Initially, I wanted not to include "Don't Stand So Close to Me" and "Every Breath You Take" but changed my mind when listening to said tunes. Others didn't have that chance, "De Do Do Do, De Da Da Da", "Every Little Thing She Does Is Magic", "Spirits in the Material World" or "Wrapped Around Your Fingers" all got shafted.

Getting rid of those songs obviously opened slots for more surprising material such as the two instrumentals ("Reggatta de Blanc" and "Behind My Camel") or overlooked tracks such as "Driven to Tears", "Truth Hits Everybody", "Darkness" and a few more.

Also, I chose not to order the track-list in a chronological order which wasn't as easy as the Police have known quite a radical evolution throughout their short career. Anyway, I hope the transitions are as smooth as possible and that you'll enjoy how the whole disc unfolds.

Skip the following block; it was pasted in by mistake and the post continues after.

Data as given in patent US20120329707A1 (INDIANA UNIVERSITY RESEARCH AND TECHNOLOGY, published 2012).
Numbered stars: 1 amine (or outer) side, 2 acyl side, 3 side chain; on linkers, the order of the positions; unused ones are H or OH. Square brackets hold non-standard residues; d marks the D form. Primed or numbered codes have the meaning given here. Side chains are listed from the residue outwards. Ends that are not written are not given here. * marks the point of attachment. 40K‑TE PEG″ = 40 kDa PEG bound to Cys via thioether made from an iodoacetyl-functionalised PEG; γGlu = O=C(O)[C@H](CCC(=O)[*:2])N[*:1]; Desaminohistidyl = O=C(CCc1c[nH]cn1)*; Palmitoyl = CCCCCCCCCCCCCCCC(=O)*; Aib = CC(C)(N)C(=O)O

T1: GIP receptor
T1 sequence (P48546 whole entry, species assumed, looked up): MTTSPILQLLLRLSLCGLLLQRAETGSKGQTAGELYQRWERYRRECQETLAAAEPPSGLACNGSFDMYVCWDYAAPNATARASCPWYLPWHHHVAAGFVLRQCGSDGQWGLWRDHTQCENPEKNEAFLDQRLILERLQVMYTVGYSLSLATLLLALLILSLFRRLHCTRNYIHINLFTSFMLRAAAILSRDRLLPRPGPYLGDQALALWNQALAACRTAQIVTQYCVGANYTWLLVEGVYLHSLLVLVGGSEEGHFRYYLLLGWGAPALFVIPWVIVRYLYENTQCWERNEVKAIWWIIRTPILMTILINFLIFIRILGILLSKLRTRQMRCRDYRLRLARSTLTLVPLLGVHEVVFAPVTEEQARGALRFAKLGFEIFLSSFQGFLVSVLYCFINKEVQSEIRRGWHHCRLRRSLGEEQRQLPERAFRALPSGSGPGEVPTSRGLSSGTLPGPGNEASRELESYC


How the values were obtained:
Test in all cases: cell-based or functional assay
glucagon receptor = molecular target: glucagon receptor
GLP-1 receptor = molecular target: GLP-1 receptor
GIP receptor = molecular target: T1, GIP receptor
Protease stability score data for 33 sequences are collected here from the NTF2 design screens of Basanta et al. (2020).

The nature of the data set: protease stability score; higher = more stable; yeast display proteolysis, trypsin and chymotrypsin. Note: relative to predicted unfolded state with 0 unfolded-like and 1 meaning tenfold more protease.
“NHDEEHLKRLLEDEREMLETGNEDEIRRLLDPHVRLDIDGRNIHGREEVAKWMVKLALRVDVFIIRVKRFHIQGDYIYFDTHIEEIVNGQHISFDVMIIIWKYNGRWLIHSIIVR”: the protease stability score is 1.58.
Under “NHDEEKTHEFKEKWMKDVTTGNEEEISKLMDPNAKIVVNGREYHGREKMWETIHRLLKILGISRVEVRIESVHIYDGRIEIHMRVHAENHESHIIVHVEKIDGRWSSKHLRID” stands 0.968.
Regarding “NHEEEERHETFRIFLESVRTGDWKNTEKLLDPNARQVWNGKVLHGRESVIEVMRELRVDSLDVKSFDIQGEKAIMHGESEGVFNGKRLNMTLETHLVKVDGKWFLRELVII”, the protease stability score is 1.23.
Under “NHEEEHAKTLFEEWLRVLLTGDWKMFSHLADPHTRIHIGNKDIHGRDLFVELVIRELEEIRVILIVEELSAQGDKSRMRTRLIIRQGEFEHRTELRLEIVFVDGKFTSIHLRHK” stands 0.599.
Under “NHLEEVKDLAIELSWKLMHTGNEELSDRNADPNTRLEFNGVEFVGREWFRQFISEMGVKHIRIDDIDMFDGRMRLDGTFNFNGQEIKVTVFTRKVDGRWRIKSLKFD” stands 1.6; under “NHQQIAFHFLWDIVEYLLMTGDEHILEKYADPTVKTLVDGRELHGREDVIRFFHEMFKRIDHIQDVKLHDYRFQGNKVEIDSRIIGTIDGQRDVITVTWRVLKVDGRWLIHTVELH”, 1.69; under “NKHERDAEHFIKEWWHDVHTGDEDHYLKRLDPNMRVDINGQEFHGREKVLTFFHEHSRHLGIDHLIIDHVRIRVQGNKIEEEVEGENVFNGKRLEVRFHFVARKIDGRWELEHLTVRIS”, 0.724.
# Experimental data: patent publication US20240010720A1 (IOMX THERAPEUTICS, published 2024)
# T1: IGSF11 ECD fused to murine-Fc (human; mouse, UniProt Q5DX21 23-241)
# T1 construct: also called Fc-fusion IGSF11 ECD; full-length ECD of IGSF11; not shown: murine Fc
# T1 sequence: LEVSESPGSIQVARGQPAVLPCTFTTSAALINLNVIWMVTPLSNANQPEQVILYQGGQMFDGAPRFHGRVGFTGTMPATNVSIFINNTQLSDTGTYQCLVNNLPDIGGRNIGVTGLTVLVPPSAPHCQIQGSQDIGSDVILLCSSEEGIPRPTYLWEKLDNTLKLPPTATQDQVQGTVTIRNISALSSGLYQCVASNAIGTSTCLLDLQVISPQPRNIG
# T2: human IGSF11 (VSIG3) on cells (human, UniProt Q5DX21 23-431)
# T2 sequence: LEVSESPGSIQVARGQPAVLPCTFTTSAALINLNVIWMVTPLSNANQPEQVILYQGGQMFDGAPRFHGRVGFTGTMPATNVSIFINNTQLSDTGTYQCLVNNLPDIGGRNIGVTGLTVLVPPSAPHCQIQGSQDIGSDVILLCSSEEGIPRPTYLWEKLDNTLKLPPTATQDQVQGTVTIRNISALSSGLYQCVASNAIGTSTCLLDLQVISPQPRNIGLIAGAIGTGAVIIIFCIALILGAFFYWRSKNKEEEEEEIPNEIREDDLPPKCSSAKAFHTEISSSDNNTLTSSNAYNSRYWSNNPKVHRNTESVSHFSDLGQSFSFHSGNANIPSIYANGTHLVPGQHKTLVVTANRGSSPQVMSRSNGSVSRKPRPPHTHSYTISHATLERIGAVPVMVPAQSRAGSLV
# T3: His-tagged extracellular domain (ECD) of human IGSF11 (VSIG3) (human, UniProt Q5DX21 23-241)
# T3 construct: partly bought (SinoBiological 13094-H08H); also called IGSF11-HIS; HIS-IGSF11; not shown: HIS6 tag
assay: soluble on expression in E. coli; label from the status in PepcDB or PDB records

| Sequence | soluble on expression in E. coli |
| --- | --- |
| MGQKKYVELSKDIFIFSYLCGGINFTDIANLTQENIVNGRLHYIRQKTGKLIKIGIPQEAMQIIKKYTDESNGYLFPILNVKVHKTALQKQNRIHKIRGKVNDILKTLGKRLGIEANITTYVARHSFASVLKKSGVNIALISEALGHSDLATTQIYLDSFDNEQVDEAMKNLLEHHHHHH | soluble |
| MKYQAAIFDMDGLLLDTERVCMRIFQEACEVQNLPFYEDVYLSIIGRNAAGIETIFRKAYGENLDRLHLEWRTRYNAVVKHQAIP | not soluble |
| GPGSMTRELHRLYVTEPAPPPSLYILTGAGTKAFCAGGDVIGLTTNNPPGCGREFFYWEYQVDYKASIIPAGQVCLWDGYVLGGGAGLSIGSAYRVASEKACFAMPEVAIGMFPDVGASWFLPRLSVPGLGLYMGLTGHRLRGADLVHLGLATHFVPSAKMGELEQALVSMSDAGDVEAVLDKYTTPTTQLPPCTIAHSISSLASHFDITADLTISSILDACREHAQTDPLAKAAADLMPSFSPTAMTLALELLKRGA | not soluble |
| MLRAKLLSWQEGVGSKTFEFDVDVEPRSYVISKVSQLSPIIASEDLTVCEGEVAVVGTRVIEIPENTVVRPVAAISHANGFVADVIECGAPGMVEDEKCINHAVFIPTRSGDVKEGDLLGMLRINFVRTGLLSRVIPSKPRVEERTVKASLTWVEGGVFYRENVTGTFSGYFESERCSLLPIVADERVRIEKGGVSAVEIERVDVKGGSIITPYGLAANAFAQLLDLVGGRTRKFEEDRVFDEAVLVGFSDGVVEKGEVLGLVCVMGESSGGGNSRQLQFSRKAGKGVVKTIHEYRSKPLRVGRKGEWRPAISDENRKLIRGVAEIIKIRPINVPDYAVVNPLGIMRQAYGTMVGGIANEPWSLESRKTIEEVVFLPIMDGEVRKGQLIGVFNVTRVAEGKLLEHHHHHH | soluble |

A taste of what you'll get:

Driven to Tears
(from Zenyattà Mondatta, 1980)

An infectious funk number which, at the time, strayed from the "Reggae Pop Rock with a touch of Jazz" the Police had so talentfully crafted.

Synchronicity II
(from Synchronicity, 1983)
The closest the Police ever got to Progressive Rock, this exquisite track has a very nice Arena feel to it, no wonder it became one of the landmarks of the band's last two tours.

So Lonely
(from Outlandos d'Amour, 1978)
The Police still retained the nervousness of their punk roots on their debut album, So Lonely is just that: a great Reggae Rock number with just enough Punk energy to spice it up.

(all these samples are at 128kbps, the compilation is at 320kbps)

1 - Synchronicity (1983)
2 - Zenyattà Mondatta (1980)

3 - Outlandos d'Amour (1978)
4 - Ghost in the Machine (1981)

5 - Reggatta de Blanc (1979)

Talking Heads, Squeeze, XTC, Dada